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Cuccinelli wants advisory votes on what tack Virginians think should be taken -- if any

Richmond Times-Dispatch
December 13, 2006
By Greg Edwards

Expect several bills in the 2007 General Assembly designed to reel in government's use of eminent-domain powers, says Sen. Ken Cuccinelli, R-Fairfax.

It will be a do-over for Virginia lawmakers.

In reaction to a controversial U.S. Supreme Court decision, the General Assembly tried and failed this year to pass legislation to restrict the use of condemnation power.

In the upcoming assembly session, Cuccinelli plans to call for an advisory referendum on what sort of constitutional amendment, if any, should be adopted to limit eminent domain.

Cuccinelli wants the voters' opinion on two competing approaches that generally reflect bills that were debated by this year's General Assembly.

One of the bills clearly stated that condemnation could not be used primarily for economic development projects. Another would have limited condemnation but allowed it for existing purposes such as blight removal. However, when lawmakers got around to the issue at the end of the assembly session, they decided not to act rather than pass a bill hastily.

A referendum could help break the legislative logjam on eminent domain, Cuccinelli said. Lawmakers resist referendums, but property rights are at the foundation of government, he said.

State law and the state constitution need to be changed to restrict eminent-domain abuses, Cuccinelli said. A provision in the constitution that allows lawmakers to define public use for condemnation purposes undermines the purpose of having a constitution, he said.

"What we're talking about here is the restraining of government power," Cuccinelli said. "Developers get government to do their dirty work for them," he said.

The U.S. Supreme Court's ruling in a Connecticut case last year focused the public's attention on eminent domain.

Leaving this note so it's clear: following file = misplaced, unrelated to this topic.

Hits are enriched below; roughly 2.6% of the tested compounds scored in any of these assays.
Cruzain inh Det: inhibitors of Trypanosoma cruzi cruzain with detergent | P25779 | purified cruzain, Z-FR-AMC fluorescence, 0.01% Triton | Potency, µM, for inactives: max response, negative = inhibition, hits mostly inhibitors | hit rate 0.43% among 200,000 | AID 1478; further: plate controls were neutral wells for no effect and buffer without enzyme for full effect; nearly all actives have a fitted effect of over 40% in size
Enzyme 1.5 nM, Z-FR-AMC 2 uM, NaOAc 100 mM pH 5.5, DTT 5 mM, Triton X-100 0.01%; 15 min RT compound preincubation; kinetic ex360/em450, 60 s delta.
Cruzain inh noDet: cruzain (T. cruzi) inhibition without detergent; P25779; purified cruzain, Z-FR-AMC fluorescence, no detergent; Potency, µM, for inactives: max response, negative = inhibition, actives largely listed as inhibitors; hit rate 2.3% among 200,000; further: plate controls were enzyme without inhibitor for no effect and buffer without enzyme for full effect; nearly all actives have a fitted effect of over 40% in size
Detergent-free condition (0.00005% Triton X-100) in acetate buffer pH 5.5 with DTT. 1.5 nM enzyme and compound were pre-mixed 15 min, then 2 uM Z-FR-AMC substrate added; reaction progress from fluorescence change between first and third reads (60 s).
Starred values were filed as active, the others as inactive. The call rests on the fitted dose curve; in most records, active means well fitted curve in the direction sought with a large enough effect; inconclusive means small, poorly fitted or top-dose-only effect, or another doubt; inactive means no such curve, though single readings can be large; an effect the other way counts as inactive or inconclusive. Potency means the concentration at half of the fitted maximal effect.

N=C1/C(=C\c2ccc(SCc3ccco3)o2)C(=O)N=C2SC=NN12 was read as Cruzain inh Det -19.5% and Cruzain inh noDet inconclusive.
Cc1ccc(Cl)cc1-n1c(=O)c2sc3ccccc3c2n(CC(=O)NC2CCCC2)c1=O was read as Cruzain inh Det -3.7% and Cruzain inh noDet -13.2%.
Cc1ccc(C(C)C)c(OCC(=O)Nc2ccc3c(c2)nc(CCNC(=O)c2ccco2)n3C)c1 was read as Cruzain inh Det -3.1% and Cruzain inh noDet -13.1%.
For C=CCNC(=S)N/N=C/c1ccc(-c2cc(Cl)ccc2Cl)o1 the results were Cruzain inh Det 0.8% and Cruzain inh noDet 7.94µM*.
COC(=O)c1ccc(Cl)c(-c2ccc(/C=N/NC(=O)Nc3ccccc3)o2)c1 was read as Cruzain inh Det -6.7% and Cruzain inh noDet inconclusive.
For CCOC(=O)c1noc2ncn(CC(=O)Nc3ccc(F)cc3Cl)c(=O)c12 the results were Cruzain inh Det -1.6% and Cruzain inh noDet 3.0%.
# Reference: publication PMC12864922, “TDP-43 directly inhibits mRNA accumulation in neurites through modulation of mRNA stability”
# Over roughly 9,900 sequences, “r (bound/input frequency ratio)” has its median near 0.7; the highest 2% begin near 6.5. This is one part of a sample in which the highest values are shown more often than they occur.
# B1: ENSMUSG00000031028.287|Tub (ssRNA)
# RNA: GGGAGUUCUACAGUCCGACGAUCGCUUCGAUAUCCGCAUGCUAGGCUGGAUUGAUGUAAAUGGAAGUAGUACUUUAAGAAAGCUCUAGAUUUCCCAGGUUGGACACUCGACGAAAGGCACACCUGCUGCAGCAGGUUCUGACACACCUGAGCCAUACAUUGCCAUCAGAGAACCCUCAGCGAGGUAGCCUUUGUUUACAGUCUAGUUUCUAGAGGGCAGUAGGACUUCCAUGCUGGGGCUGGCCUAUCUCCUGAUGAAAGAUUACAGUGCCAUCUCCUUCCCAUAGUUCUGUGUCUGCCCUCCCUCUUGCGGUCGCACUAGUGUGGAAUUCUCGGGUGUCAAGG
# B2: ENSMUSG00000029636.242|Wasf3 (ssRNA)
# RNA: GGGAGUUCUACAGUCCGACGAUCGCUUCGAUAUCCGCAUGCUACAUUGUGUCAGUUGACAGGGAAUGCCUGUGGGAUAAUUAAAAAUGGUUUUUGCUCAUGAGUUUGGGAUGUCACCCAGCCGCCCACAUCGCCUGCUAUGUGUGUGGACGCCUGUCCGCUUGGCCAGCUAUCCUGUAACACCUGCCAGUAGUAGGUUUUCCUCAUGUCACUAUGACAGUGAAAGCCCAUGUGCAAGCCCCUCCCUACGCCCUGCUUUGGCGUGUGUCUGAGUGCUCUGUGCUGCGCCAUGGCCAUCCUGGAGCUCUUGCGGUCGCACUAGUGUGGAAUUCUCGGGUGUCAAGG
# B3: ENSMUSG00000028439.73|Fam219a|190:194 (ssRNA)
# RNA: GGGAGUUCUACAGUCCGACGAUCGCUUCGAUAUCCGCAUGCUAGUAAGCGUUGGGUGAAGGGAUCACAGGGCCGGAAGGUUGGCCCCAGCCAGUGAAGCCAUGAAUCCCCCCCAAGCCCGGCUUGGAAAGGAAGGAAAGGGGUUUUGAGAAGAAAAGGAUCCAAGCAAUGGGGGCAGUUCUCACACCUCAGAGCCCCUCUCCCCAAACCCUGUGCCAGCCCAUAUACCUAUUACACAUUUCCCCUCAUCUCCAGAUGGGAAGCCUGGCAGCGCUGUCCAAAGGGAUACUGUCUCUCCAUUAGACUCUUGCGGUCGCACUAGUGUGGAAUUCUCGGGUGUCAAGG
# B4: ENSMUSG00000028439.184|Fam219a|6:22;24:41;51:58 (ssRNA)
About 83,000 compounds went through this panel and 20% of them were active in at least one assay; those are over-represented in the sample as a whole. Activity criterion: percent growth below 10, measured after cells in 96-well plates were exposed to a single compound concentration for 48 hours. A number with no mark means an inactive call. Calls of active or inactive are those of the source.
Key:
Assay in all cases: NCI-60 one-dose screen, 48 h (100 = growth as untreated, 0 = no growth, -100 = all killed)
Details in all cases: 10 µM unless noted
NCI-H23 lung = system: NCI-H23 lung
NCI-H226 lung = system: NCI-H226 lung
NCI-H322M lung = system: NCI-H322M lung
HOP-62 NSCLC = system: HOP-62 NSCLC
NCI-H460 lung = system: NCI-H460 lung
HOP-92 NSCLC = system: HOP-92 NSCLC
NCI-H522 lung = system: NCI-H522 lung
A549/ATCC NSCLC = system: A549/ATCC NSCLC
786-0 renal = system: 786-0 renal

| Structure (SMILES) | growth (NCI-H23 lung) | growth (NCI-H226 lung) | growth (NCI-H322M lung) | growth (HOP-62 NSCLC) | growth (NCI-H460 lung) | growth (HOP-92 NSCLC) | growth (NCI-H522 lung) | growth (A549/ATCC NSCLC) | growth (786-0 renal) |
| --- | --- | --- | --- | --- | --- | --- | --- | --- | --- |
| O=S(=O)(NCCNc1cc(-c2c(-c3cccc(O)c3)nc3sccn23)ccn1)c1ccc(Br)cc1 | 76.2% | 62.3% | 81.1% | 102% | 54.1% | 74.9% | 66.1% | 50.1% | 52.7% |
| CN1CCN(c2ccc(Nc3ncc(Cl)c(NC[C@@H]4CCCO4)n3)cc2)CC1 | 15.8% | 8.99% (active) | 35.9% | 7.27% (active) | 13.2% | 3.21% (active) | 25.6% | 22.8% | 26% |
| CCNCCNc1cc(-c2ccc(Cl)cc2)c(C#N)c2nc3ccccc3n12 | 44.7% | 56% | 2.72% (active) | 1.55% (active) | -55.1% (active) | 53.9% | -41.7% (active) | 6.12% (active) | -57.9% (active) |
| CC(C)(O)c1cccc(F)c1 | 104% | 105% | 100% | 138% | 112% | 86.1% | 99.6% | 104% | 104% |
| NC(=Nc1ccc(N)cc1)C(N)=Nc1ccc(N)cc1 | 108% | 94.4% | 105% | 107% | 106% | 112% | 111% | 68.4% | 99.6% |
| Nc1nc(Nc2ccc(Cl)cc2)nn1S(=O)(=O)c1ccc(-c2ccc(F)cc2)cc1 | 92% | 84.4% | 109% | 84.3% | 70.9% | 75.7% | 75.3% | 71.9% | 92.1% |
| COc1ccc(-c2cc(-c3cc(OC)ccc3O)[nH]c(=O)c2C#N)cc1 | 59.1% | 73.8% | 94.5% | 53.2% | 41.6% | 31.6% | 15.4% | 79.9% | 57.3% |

The court in Kelo v. City of New London ruled that the U.S. Constitution does not bar government from condemning private property and turning it over to another private party for economic development. The high court said, however, that the states were free to put stronger limits on the use of eminent-domain power.

Cuccinelli was one of the three speakers at a news conference in Richmond yesterday sponsored by the Virginia Institute of Public Policy, a libertarian policy group based in Northern Virginia. The institute released a new report on the use and abuse of eminent domain in Virginia.

The Virginia Supreme Court in many cases has given less protection to property owners than the federal court did in the Connecticut case, said Jeremy Hopkins, a property-rights lawyer and the report's author. A debtor who refuses to pay his bills in Virginia is given more rights than a property owner, Hopkins said.

Those with condemnation authority, which includes private utilities, constitute a powerful lobby in Virginia, Hopkins said. Lawmakers who sit on key assembly committees vote on eminent-domain legislation even though they have conflicts of interests from the stock they own and the gifts and donations they receive from lobbyists, he said.

The only way Virginians will get meaningful eminent-domain reform is when people stand up and hold their representatives accountable, Hopkins said.